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Husk Cherry Salsa

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So, what exactly are husk cherries? That’s what I wanted to know when I spotted them at the Union Square farmers’ Market in Manhattan. At first I thought they were gooseberries because they looked exactly like gooseberries—they were golden globes covered in a paper-thin, skin-like husk.

But the sign said “husk cherries.” Naturally, I bought some.img_6445

Native to the New World, husk cherries are not cherries at all. Sometimes also called husk tomatoes, Cape gooseberries, and ground cherries, they’re a type of flowering plant belonging to the nightshade family.

Their flavor is quite unique. It’s like a cross between a tomato, a papaya, and a pineapple. Sweet and savory at the same time. The easiest and no-brainer way to use them is in a salsa, which is exactly how Native Americans peoples used them, as well as eating them out of hand.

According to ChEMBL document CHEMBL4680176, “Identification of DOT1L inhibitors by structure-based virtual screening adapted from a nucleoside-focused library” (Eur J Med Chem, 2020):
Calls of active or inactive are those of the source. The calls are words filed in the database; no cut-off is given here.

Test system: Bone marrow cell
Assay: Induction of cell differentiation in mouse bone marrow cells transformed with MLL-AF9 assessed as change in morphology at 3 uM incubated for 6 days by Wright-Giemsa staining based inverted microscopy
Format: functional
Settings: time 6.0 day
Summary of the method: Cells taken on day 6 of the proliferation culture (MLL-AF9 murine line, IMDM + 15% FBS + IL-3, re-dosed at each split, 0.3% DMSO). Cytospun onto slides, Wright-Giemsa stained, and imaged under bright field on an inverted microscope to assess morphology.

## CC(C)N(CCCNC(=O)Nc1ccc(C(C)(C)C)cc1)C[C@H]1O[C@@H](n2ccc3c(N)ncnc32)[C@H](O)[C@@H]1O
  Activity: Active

I think if food-loving people were smart, they’d introduce themselves to husk cherries and make them better known to the world. They’re really a great little fruit/vegetable. If you ever see them, buy a small bagful and give this recipe a try.

Enjoy!

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Husk Cherry Salsa

Makes approximately 1½ cups.

1 cup husk cherries
¼ cup finely chopped red onion
2 tablespoons extra virgin olive oil
1 tablespoon minced chile of your choice
¼ minced cilantro
2 tablespoons lemon or lime juice
¼ teaspoon sea salt

Freshly ground black pepper to taste

 

Remove the husks from the cherries by peeling the husks back and twisting them off. Rinse the cherries in cool water and set on paper towels to drain. Cut the cherries in half and place them in a bowl.img_6451Add the remaining ingredients and mix well. Taste and adjust seasoning, if necessary. Serve with tortilla chips or pita bread, or use as a relish for fish, chicken, pork, or vegetables.img_6455

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Papalo, the Unsung Cilantro

I just love finding new items to try. I was at the farmer’s market one day and saw something called papalo. I’d never heard of it and had no idea how to use it, but I bought a bundle and did some research.